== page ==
Daniel speaks 11 languages, one of which is Icelandic. In 2007, Channel Five documentary challenged him to learn the language in a week. Seven days later, Daniel was successfully interviewed on Icelandic television (in Icelandic, of course!).
When he was four years old, Daniel had bouts of epilepsy that, along with his autism, seemed to have brought about his savant abilities. Though he appears normal, Daniel contends that he actually had to will himself to learn how to talk to and behave around people:
As he describes in his newly published memoir, “Born on a Blue Day: Inside the Extraordinary Mind of an Autistic Savant” (Free Press), he has willed himself to learn what to do. Offer a visitor a drink; look her in the eye; don’t stand in someone else’s space. These are all conscious decisions.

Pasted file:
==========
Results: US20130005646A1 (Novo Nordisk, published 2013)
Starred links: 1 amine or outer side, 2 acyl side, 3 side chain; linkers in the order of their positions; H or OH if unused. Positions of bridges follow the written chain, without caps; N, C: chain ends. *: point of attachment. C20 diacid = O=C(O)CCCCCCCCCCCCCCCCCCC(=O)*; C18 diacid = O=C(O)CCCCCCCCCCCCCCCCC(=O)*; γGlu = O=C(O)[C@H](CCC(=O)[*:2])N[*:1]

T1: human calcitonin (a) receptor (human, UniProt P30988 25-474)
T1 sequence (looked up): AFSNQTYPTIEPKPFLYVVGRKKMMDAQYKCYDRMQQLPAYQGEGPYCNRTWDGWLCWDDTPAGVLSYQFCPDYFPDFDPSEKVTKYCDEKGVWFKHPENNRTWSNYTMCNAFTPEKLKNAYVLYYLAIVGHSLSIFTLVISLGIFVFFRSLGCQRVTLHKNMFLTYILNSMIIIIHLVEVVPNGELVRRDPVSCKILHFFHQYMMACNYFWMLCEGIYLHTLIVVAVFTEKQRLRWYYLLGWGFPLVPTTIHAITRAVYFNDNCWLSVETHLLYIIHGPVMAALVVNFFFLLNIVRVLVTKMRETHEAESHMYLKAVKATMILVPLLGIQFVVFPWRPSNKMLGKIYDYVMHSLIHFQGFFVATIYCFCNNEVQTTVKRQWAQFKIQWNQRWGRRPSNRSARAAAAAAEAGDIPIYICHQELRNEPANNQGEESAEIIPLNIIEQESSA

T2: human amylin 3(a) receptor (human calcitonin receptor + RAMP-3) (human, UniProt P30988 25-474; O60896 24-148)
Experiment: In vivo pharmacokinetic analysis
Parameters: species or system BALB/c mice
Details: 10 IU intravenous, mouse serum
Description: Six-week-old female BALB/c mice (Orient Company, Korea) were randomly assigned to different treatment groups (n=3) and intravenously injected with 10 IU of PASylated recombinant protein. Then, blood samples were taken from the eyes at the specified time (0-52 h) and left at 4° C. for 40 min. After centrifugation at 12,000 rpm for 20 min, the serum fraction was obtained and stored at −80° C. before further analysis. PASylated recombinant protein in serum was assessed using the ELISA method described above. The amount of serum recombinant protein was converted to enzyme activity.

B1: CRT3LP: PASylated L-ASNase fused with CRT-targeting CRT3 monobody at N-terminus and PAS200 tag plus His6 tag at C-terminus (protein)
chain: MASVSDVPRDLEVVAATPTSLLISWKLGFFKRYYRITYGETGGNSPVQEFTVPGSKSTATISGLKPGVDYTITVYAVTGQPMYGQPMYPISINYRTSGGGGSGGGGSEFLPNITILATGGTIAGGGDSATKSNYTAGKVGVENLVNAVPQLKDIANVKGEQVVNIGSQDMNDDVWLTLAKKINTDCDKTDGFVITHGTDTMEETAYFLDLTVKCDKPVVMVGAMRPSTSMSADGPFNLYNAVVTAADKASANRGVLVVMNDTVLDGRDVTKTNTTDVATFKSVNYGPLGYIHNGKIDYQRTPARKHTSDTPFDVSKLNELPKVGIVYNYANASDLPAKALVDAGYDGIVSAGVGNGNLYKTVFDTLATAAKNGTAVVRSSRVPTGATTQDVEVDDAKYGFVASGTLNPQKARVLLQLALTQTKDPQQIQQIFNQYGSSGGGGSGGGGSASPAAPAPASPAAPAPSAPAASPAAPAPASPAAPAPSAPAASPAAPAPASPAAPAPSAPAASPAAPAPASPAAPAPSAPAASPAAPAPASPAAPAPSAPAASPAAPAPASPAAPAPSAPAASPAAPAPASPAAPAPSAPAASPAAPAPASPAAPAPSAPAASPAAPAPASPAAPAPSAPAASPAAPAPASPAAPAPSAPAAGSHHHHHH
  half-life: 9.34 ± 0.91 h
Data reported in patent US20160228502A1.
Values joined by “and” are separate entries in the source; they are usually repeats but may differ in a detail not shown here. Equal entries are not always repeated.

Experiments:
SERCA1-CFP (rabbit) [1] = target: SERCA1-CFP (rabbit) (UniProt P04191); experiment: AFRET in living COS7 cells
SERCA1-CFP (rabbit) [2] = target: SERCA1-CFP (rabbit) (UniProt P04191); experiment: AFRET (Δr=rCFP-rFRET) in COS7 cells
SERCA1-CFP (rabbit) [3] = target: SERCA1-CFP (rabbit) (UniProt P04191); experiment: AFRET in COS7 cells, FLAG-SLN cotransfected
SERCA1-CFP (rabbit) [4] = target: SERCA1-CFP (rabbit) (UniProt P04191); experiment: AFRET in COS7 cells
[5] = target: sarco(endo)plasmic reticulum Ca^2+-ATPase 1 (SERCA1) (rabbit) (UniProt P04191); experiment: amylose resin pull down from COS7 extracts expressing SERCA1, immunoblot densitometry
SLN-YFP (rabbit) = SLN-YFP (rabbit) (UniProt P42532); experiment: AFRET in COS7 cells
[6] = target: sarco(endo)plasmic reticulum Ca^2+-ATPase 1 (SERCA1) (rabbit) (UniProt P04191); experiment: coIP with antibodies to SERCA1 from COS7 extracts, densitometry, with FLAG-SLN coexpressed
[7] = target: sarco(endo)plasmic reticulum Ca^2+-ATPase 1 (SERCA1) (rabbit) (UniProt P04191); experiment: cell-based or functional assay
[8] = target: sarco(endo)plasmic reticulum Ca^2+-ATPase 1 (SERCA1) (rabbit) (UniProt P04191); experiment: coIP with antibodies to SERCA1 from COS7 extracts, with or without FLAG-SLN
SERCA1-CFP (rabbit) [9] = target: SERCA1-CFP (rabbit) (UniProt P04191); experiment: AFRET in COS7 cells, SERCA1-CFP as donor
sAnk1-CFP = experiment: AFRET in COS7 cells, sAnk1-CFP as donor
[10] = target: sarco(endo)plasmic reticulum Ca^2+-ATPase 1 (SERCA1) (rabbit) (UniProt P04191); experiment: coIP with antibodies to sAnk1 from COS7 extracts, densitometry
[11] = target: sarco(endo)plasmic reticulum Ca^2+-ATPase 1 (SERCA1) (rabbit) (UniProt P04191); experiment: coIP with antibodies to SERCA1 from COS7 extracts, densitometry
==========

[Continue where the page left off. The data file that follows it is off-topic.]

Recently, some friends warned him that in his eagerness to make eye contact, he tended to stare too intently. “It’s like being on a tightrope,” he said. “If you try too hard, you’ll come off. But you have to try.”
There is a big difference between Daniel Tammet and all the other prodigious savants in the world: Daniel can tell you how he does it and that makes him invaluable to scientists trying to understand the savant syndrome:
Professor Allan Snyder, from the Centre for the Mind at the Australian National University in Canberra, explains why Tammet is of particular, and international, scientific interest. "Savants can't usually tell us how they do what they do," says Snyder. "It just comes to them. Daniel can. He describes what he sees in his head. That's why he's exciting. He could be the Rosetta Stone."